The rationale and details of SENIORS have been described previously.8 Eligible patients were women and men aged 70 years or older who had symptomatic HF (New York Heart Association class II–IV) of at least 4 weeks duration. LVEF was recorded in all participants but was not a specific entry criterion. To ensure that HF patients were recruited, inclusion criteria specified an LVEF of <35% within 6 months or prior hospitalization for decompensated HF in the previous year whatever the level of LVEF. Participants were randomized on a 1:1 basis to an up-titrating dose (target 10 mg) of nebivolol or placebo. Exclusion criteria included serum creatinine ≥250 µmol/L as well as recent change in drug therapy and contraindication/intolerance to beta-blockers.
The primary outcome was the composite of all-cause mortality or CV hospital admission (time to first event) and secondary outcomes included all-cause mortality, all-cause hospital admissions, CV hospital admissions, and CV mortality. For the 2112 participants in this analysis, the mean follow-up period was 20.89 months with a standard deviation (SD) of 9.2 months.
Plasma creatinine was measured in SENIORS participants at baseline and at the final follow-up visit. Sixteen participants with missing baseline values were not included in this analysis. Renal function was estimated using the abbreviated Modification of Diet in Renal Disease (MDRD) formula. The MDRD four-component equation incorporates age, race, gender, and serum creatinine level and describes estimated glomerular filtration rate (eGFR) in millilitres per minute standardized to a body surface area of 1.73 m2:
Estimated GFR was divided into tertiles to maximize the power of the statistical analysis. Ranges for the low, middle, and high eGFR tertiles are <55.5, 55.5–72.8, and >72.8 mL/min respectively. Thus, the low eGFR tertile broadly corresponds to Stage 3 kidney disease (moderately reduced renal function), as categorized by the National Kidney Foundation.10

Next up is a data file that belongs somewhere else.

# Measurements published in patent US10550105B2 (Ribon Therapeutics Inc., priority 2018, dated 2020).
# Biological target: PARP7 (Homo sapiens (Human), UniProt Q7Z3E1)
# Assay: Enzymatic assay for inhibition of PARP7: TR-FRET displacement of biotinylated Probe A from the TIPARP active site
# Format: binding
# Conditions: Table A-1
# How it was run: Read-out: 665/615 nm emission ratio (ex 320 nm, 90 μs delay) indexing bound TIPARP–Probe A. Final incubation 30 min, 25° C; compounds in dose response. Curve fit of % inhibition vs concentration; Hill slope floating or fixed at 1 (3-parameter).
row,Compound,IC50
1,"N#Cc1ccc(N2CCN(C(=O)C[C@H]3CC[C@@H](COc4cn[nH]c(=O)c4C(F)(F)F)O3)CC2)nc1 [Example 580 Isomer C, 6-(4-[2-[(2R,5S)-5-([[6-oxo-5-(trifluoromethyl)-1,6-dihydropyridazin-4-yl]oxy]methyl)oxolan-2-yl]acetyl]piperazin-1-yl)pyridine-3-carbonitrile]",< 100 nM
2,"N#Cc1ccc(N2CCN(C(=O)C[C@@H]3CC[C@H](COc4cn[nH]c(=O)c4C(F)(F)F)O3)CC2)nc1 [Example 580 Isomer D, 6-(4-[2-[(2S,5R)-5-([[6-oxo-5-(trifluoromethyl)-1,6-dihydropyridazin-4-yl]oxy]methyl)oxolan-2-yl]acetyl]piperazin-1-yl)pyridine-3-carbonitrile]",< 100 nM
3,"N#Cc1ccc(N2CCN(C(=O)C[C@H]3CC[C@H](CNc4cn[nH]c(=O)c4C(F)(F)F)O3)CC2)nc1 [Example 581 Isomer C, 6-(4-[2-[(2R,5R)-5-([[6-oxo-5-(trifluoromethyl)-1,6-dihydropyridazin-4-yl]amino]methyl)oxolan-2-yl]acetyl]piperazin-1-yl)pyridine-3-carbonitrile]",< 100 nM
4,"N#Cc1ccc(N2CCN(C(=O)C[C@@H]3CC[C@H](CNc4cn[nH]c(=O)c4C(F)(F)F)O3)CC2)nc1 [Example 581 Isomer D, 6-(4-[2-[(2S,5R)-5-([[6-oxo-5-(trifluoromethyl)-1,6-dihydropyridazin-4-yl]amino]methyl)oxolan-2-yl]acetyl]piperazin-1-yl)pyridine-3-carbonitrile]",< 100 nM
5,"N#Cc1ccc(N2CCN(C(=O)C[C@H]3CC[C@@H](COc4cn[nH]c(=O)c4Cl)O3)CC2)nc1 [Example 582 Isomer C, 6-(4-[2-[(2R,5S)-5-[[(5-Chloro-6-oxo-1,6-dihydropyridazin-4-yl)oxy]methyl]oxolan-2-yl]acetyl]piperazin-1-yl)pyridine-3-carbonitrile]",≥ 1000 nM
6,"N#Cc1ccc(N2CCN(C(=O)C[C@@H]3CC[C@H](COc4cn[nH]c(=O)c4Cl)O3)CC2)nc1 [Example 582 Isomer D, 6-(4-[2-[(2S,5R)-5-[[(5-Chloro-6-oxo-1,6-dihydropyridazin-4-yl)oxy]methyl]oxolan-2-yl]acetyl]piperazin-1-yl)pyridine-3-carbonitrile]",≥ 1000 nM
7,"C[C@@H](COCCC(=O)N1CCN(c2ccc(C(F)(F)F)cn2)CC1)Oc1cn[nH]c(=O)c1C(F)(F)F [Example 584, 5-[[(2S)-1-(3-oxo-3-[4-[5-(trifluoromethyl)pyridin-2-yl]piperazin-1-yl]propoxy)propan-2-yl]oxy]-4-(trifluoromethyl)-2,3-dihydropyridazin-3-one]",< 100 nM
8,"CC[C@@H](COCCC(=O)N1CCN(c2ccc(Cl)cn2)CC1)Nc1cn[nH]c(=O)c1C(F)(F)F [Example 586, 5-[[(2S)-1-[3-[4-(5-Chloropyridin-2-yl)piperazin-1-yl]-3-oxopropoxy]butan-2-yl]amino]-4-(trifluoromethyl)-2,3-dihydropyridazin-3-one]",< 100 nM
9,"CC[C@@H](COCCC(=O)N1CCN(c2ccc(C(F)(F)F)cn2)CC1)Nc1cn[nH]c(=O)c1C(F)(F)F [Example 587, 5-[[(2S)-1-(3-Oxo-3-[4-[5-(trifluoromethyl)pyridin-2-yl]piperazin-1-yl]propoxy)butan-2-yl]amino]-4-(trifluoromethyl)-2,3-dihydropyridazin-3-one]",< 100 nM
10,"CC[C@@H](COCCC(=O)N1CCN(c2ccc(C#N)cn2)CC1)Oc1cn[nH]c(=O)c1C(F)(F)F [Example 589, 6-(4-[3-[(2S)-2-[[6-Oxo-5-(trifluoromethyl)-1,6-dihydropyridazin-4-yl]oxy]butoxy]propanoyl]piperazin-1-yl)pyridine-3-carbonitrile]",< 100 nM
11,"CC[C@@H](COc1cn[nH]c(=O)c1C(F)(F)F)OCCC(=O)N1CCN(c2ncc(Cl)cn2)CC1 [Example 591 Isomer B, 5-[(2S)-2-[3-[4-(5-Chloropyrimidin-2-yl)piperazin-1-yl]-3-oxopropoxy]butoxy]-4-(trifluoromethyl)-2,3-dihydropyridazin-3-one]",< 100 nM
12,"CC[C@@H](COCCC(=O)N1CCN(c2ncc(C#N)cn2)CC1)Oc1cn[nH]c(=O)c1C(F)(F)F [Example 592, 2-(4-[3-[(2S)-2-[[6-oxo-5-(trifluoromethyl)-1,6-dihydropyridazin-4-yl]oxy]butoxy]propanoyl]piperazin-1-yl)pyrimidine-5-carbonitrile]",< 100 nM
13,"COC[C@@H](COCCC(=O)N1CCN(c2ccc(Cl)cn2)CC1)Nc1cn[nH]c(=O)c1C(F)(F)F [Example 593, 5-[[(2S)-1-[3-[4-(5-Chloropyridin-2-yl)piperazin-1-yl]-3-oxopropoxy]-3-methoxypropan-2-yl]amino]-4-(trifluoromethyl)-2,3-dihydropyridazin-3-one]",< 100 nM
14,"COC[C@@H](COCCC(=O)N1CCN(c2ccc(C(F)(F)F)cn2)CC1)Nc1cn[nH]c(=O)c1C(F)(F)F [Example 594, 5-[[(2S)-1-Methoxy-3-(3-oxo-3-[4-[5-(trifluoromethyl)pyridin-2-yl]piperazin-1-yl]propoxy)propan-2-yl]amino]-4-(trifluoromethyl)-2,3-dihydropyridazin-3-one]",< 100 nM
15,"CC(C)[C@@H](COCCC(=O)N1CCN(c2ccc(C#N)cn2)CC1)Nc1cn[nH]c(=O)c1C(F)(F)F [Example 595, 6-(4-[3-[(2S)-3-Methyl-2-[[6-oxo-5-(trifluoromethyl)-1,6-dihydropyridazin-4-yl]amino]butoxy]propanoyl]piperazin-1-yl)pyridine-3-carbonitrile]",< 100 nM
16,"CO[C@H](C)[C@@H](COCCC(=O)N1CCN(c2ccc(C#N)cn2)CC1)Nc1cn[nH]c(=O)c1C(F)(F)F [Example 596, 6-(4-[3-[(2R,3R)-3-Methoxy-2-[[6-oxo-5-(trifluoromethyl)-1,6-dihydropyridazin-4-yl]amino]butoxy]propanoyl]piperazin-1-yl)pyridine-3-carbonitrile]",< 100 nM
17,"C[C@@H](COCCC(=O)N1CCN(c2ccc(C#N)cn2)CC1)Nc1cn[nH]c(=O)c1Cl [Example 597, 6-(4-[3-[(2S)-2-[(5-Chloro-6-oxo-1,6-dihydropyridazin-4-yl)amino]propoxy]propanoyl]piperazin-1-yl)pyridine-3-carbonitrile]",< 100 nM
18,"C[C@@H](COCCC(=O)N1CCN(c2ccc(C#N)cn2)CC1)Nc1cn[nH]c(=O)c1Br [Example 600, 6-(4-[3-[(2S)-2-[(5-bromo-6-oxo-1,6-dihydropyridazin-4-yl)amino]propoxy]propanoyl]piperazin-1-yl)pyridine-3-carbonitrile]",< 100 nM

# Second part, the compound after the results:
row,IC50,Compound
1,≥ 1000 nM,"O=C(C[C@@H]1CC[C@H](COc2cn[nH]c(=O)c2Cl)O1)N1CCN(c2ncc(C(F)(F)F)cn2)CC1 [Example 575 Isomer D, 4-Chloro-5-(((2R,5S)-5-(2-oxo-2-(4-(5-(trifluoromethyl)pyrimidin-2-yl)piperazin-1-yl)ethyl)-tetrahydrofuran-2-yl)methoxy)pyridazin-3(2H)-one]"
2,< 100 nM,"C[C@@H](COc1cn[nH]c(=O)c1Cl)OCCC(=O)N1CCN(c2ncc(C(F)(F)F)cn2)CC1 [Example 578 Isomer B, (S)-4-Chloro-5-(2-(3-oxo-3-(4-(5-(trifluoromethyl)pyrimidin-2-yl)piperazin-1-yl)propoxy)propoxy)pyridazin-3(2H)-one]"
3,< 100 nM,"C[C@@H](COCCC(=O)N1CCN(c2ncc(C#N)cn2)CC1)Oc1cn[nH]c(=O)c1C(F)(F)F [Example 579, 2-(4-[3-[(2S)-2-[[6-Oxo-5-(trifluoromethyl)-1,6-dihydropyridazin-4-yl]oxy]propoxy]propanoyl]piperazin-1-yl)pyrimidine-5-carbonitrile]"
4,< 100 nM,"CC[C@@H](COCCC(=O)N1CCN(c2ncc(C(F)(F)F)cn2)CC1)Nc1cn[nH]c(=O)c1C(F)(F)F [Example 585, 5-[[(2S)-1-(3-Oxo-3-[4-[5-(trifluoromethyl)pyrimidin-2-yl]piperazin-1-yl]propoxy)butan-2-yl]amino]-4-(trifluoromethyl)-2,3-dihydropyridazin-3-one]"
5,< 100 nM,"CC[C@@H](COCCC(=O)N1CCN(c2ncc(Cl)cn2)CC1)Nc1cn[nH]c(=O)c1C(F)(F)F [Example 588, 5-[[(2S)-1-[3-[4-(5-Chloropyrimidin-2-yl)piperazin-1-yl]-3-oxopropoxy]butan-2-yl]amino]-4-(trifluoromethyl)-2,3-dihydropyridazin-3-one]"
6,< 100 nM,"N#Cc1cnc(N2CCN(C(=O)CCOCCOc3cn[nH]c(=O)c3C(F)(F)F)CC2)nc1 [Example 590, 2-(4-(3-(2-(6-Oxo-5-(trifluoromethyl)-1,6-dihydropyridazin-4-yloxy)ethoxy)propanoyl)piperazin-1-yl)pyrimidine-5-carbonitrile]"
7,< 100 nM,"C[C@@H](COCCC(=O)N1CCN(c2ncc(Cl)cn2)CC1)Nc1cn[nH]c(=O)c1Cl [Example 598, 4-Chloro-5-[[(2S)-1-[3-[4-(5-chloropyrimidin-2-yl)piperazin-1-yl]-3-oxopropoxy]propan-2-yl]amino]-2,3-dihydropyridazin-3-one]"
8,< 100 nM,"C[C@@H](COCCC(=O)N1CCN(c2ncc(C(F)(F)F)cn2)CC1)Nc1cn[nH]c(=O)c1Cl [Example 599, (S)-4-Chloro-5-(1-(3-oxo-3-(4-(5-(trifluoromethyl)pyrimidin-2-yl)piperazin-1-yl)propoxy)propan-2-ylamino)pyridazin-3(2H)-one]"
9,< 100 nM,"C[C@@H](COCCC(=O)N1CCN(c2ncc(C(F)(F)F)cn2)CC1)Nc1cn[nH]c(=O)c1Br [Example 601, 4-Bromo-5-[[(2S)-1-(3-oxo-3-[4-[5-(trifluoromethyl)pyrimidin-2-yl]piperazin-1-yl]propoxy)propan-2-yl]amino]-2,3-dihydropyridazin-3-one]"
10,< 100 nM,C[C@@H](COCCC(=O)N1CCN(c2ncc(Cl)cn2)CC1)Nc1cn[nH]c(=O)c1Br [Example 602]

Values are reported as mean with SD or numbers (percentage) as appropriate. When assessing the difference between treatment and placebo, continuous variables were compared using two-tailed t-tests and categorical variables were assessed using a χ2 test. For comparisons across tertiles of eGFR, continuous variables were analysed using one-way ANOVA and categorical variables using a χ2 test. Multivariate analysis was performed using Cox regression methods. Variables for the adjusted multivariate analysis were pre-specified: smoking, gender, ethnicity, age, heart rate, systolic blood pressure, diastolic blood pressure, New York Heart Association (NYHA) class, medical history (diabetes, prior angina, prior stroke, or prior myocardial infarction), and LVEF. To examine extra covariates felt to confound or effect-modify the association of beta-blocker treatment and HF outcomes, we carried out additional post hoc adjustments for medication usage, nebivolol dose, and haemoglobin. A P-value of <0.05 was considered statistically significant. Analyses were performed on Stata (version 10.1, StataCorp LP).